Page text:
As the smallest of the litter and weighing 1.25kg, Holly, a Nova Scotia Duck Tolling Retriever was born on 17 Feb 2018. Recently, she became New Zealand’s first native frog-certified dog from the Department of Conservation’s (DOC) Conservation Dogs Programme.
More accurately, it’s the team of Holly and her owner Debbie Bishop who have together received the DOC accreditation as dog and handler, an accomplishment which realises the vision of her late husband and Zoology frog researcher Emeritus Professor Phil Bishop.
It’s been a long and demanding and project, but Debbie is elated to have seen Professor Bishop’s vision for the role of conservation dogs in his field of research through to fruition.
Professor Bishop’s work with Aotearoa New Zealand’s endangered native Leiopelma frogs had highlighted the challenges of their monitoring due to low numbers, patchy distributions and preferred habitats.
“After going on a trip with DOC to Fiordland, Phil was convinced that native frogs may still exist there, and that one day using dogs we could go and explore relevant sites where native frogs roamed many years ago,” Debbie explains. “Phil had been interested in the contribution that conservation dogs could make to such a degree that we began training Holly.”
They were both proud of the interim certification that Holly received in late 2019, and in the following year Debbie and Phil experienced a moment of shared pride when she found her first native Archey’s frog in the wild at Mahakirau Forest Estate in the Coromandel.
In the time since, while coming to terms with life following Phil’s death as well as the pandemic, Debbie forged ahead with the aspirational goal and embarked on the more intensive part of the training process for certification.
Much of the training was conducted at the Department of Zoology where Debbie and Holly could access the native frogs kept in captivity including Archey’s frog, New Zealand’s smallest native frog which is globally critically endangered.
Debbie and Holly were provided with a dedicated room in Zoology for training which involved, for example, using planks with holes under which frogs in containers could be moved around. Rock piles, concrete blocks and scattered leaf litter were also used to more closely simulate wild conditions.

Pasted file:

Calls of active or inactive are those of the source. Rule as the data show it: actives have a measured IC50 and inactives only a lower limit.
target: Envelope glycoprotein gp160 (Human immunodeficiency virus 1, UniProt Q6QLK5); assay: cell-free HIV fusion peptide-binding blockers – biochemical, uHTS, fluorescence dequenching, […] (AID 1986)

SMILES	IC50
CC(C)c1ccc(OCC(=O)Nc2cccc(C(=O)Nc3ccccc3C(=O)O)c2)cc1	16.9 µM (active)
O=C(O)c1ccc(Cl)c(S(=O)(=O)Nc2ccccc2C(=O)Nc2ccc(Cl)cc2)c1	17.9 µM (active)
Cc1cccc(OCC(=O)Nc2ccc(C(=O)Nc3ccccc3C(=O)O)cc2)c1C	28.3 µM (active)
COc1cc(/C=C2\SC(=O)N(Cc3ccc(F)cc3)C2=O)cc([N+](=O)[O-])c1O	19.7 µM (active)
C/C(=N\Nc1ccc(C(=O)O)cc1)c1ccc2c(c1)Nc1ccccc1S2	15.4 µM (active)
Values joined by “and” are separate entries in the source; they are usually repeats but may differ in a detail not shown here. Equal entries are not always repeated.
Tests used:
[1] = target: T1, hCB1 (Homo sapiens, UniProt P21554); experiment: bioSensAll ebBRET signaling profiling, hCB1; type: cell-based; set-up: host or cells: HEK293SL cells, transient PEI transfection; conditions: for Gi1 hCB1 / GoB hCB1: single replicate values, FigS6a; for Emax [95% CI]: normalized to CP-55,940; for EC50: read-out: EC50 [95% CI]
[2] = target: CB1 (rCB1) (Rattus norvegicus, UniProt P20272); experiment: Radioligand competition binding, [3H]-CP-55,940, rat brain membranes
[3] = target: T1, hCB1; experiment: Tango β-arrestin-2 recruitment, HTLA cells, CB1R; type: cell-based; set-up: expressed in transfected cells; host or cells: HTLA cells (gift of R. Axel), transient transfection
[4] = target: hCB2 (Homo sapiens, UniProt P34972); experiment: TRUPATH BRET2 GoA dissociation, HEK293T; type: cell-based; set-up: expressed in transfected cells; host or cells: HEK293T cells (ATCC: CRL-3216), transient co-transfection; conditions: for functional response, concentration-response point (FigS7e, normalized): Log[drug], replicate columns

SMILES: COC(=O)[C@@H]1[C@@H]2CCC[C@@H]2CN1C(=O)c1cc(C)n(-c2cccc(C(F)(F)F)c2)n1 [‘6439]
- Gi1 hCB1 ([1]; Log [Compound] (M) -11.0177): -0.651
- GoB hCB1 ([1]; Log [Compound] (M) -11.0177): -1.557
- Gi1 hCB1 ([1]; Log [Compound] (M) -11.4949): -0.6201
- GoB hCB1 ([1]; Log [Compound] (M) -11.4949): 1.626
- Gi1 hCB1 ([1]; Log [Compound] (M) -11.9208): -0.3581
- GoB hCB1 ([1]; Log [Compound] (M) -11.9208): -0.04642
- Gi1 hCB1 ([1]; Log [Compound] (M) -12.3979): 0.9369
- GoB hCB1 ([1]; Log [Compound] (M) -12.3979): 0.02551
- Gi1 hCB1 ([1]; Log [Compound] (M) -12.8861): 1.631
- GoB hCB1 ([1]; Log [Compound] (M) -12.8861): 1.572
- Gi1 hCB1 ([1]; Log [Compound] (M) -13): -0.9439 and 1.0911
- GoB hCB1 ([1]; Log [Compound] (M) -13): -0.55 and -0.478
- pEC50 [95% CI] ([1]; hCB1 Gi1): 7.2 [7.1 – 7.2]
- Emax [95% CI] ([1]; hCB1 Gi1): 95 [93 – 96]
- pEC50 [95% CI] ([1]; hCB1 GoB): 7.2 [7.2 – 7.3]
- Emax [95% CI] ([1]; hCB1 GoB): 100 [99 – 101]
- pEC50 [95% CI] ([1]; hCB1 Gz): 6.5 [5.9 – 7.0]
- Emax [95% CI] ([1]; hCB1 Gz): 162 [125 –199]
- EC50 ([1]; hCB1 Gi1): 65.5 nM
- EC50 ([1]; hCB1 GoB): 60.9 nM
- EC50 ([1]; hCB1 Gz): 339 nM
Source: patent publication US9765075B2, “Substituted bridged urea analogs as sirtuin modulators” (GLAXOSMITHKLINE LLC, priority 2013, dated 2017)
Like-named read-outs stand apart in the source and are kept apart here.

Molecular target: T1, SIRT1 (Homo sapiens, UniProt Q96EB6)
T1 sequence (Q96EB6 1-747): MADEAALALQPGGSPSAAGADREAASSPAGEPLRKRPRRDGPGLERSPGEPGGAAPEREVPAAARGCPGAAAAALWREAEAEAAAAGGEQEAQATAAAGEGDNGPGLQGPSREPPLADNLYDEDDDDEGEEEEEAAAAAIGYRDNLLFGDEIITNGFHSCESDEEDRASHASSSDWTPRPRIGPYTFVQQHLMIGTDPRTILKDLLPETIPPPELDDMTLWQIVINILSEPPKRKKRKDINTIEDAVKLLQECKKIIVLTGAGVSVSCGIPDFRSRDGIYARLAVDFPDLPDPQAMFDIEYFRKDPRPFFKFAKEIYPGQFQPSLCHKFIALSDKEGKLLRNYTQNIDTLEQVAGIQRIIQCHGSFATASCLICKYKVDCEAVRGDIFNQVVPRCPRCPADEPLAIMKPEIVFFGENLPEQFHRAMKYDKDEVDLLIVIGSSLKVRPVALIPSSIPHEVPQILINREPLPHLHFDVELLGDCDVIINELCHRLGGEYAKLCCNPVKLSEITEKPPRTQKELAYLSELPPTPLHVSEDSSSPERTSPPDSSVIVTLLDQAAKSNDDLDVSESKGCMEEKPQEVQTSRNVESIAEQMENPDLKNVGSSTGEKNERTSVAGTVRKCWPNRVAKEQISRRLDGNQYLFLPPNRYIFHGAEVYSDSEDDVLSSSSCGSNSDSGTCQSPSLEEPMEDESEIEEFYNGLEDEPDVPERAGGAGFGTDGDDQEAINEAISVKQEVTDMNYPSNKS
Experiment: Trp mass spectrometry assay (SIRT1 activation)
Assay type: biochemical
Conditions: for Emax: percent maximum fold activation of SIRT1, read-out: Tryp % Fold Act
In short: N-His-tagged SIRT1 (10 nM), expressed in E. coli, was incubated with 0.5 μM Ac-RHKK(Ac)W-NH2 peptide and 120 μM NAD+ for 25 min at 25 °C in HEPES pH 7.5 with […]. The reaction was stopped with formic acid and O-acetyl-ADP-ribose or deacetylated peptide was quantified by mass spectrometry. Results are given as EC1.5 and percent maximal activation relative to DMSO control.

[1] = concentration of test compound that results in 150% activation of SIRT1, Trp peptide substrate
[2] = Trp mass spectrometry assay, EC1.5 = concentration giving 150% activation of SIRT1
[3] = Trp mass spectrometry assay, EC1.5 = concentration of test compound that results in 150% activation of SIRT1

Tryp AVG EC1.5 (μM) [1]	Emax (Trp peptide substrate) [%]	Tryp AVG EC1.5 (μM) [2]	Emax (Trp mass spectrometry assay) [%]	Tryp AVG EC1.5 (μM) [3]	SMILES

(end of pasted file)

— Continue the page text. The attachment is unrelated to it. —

Holly’s full certification tests by DOC were also undertaken at the Zoology Department and in the local environment using the native frogs as subjects. The ultimate purpose for Holly’s certification is to help improve non-invasive population monitoring and surveying for native species of frog, ultimately informing effective species conservation management plans.
Debbie says that having the access to the space and frogs in Zoology was just incredible and that staff and students were so accommodating and understanding when Holly was in training mode.
“I wouldn’t have been able to get here without the support of the Zoology department which I’m so grateful for. I really want to say a huge thank you as everyone has been incredibly mindful of Holly and I being there and allowed us to just get on doing what we were there to do.”
Speaking on behalf of the Department of Zoology, Head of Department Associate Professor Mark Lokman says he’s delighted about the new opportunities for the conservation of New Zealand native frogs that come with Holly’s certification.
“I am especially thrilled for Debbie to have achieved this milestone – her grit, determination and resilience have allowed not only for Holly’s success, but have also enabled one of Phil’s graduate students Tegan Murrell to complete her master’s research,” Associate Professor Lokman says. “Debbie’s commitment and enthusiasm are exemplary and inspirational.”
Debbie is now looking forward to an exciting future with Holly, to assist with the conservation of native frog species. The season for tracking frogs spans from spring to autumn (excluding the height of summer due to hatching), as during winter the frogs maybe up to 30cm underground.
While Holly is New Zealand’s first native frog-dog, she is also providing another valuable wellbeing service to the community by being registered as a Pet Therapy dog through Hato Hone St John, a way of giving back to the community for all the support they give to the community and to families in their time of need.
As a working pet and an important member of the household, Holly was a big part of the final years that Debbie shared with Phil. “Holly is an intelligent and amazing companion and I don’t know how I would have survived without her by my side,” Debbie reflects.
“Phil would’ve been excited, ecstatic and be absolutely thrilled if he could see what Holly and I have achieved, and even though he would have loved to be out in the field finding native frogs with Holly, it’s really comforting knowing she is now capable of realising the vision he had from the start.”
Debbie would also like to say thank you to those from the Department of Conservation (Helen Neale, James Fraser, Max Smart and Hannah Irwin), Mahakirau Forest Estate (Jane Hooson and Sara Smerdon), Auckland Zoo (Richard Gibson) and Phoenix SPB Ltd (Billy Barton) for their unwavering guidance, encouragement and support over the years during Holly’s training for accreditation.
Kōrero by Guy Frederick, Sciences Communications Adviser